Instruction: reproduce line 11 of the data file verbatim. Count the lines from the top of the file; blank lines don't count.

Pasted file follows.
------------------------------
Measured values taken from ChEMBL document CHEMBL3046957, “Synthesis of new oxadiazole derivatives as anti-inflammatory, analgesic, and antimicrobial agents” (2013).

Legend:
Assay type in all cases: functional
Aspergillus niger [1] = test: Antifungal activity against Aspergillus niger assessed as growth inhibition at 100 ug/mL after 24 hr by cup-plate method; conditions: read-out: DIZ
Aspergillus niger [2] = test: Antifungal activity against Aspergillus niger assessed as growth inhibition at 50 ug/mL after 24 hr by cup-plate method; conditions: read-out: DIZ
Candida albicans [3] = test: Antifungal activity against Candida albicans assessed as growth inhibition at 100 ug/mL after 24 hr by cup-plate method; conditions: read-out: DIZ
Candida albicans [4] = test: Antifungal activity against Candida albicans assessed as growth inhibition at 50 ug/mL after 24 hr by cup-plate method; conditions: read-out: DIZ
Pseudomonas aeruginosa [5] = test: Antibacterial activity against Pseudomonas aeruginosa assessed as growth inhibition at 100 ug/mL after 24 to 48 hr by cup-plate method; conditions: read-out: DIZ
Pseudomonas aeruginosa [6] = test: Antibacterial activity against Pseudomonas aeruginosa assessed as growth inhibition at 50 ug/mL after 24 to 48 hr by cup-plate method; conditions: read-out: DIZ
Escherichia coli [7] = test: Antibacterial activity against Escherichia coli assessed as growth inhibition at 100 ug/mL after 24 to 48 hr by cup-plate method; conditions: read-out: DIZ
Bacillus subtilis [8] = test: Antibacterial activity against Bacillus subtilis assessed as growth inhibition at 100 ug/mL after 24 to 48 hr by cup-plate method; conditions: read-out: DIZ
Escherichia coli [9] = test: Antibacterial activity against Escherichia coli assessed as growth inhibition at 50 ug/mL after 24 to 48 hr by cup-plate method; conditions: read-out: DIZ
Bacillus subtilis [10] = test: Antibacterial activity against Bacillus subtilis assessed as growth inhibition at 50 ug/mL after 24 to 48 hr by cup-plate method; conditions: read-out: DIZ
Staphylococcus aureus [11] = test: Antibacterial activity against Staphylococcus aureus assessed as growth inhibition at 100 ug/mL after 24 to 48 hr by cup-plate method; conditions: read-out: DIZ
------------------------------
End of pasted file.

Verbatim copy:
Bacillus subtilis [8] = test: Antibacterial activity against Bacillus subtilis assessed as growth inhibition at 100 ug/mL after 24 to 48 hr by cup-plate method; conditions: read-out: DIZ